2. Discuss individual customers with emotion and specificity.

The more clearly an employee understands their direct impact, the more likely they are to go the extra mile; they also experience greater fulfillment in doing so.

Consider this research from organizational psychologist Adam Grant, who studied paid employees at a public university call center who were hired to solicit donations to the school from alumni. He divided the team into two groups. One group went about their day as usual, phoning potential donors. The other group, before jumping on the phones, had a short conversation with a scholarship student, someone who was able to get an education because of donations that the call center produced. After a month, callers who had spoken with the scholarship recipient spent more than two times as many minutes on the phone, and brought in vastly more money: a weekly average of $503.22, up from $185.94.

The same findings have been echoed in studies of lifeguards, hospital workers, and sales teams. When we know our work matters to an individual person, we rise to the occasion. Discussing customers in the aggregate does not create the same emotional pull. Instead, when you speak about customers, even if your team does not interact with them directly, use their real names, talk about the businesses they have, and show your team that real people are counting on them.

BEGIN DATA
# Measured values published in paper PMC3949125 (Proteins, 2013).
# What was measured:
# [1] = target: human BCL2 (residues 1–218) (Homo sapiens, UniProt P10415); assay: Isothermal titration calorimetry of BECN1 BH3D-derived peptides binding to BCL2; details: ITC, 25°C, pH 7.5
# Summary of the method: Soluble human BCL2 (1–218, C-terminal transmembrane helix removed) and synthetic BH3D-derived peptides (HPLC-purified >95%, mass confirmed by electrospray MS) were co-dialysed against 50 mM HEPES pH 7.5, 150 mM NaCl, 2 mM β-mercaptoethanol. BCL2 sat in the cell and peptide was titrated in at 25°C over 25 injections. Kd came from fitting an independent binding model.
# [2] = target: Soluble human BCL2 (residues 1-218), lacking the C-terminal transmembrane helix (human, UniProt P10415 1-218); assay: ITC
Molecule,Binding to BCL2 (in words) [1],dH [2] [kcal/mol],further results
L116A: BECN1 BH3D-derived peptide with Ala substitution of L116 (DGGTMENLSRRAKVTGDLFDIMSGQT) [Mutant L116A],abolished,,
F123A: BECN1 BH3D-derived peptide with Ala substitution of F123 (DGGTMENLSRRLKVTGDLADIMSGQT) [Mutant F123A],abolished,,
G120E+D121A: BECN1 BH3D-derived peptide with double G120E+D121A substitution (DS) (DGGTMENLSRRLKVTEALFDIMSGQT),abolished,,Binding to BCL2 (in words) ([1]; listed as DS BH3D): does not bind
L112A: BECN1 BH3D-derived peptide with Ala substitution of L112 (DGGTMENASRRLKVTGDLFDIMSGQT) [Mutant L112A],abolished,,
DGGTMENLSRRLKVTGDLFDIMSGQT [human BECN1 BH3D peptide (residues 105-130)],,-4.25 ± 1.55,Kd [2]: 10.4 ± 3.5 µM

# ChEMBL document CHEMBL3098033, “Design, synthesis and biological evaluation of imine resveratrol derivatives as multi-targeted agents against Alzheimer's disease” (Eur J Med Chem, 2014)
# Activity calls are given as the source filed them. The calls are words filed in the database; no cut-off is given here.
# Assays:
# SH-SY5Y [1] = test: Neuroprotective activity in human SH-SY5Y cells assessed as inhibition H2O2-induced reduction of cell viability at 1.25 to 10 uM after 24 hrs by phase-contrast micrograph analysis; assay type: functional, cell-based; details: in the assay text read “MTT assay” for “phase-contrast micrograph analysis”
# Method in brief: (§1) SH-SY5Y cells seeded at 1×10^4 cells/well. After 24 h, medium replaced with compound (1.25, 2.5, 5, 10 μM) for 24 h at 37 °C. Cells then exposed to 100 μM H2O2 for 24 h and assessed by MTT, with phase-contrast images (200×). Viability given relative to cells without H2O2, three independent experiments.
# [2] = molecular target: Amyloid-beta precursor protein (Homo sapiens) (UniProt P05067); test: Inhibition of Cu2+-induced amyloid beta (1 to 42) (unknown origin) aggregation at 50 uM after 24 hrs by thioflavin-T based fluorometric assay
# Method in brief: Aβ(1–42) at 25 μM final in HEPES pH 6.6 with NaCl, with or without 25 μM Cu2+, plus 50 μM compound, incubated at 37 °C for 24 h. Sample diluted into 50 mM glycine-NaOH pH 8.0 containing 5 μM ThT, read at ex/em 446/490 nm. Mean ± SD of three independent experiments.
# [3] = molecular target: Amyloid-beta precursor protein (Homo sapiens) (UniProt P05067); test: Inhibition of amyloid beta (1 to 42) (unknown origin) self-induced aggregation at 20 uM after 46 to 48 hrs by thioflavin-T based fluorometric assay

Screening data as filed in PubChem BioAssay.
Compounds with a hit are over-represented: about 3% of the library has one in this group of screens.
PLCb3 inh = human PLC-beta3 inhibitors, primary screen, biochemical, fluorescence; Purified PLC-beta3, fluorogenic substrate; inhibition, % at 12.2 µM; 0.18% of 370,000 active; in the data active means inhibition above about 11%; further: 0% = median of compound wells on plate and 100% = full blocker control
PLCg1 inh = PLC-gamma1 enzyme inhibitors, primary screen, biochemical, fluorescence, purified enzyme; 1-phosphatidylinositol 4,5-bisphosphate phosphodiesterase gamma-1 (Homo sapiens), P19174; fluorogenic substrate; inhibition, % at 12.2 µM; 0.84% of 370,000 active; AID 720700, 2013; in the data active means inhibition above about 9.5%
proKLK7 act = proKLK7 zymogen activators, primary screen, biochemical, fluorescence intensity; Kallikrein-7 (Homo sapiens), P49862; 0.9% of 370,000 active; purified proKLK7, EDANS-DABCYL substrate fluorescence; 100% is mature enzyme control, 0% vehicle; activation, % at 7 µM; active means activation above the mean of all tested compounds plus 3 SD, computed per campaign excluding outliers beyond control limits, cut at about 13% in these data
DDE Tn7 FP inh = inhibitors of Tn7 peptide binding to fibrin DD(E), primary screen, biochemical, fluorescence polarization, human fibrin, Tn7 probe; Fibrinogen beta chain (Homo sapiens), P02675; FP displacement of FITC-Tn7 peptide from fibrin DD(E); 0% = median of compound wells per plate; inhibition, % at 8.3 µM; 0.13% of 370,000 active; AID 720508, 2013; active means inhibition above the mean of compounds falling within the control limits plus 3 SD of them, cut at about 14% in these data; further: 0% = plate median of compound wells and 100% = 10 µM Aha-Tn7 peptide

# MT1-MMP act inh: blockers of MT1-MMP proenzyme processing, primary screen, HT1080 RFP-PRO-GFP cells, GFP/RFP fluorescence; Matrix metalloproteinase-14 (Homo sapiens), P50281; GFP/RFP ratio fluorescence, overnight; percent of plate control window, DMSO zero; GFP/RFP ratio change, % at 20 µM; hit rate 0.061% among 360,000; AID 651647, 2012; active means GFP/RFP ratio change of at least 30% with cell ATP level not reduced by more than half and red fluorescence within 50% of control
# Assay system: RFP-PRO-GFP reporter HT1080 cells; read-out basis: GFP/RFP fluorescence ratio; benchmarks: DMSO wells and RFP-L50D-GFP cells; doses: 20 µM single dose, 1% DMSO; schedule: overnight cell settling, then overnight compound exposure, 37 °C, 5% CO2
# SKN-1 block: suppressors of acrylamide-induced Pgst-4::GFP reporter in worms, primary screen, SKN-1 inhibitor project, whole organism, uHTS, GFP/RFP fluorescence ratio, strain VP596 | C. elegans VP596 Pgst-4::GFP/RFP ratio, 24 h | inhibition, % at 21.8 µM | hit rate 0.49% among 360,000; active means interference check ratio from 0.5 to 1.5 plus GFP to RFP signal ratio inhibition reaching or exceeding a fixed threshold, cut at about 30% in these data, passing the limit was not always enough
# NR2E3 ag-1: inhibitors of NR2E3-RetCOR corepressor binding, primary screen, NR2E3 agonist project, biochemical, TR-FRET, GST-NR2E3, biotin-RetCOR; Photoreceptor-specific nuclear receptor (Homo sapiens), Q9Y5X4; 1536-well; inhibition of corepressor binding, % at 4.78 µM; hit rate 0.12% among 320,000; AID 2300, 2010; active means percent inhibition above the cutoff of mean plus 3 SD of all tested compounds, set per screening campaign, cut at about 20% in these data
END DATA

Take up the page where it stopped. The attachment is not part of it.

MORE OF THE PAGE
3. Resist the pull of the “FYI.” 

In our consulting practice we routinely observe well-intended leaders who in an effort “to keep their team informed” pass along everything that pertains to financial performance. It’s natural, because the gravitational pull of most organizations leans towards the numbers; it’s what gets reported and thus it’s routinely forwarded down.

But when a leader send their team decks filled with financial targets employees are often left to their own devices to figure out how to translate broader financial goals into their daily behavior. It’s confusing at best, dispiriting at worst.

Emotional intelligence expert Daniel Goleman says, “A primary task of leadership is to direct attention. To do so, leaders must learn to focus their own attention.” Instead of routinely hitting forward on every financial report, think about where you want to direct the attention of your team.

You can decide what to share and what not to share by asking yourself questions like: What does my team need to be thinking about on a daily basis to accomplish these goals? How do I want them to behave with customers and each other? Filter out the noise coming from other places in the organization and focus your language on the two things that are 100% within the control of your team: their mindset and their behavior.

The research is telling us what we already knew in our hearts to be true: You cannot spreadsheet your way to passion. With ambitious goals on the horizon, it’s tempting to double-down on financial metrics. But hitting financial targets requires employees who are excited and care about their work.

As we face a future of potential uncertainty and unrest, it’s crucial for leaders to help their teams stay engaged. You can improve your team’s performance (and their emotional well-being) by making sure your airtime, your metrics, and your language communicate one simple message: Your work matters.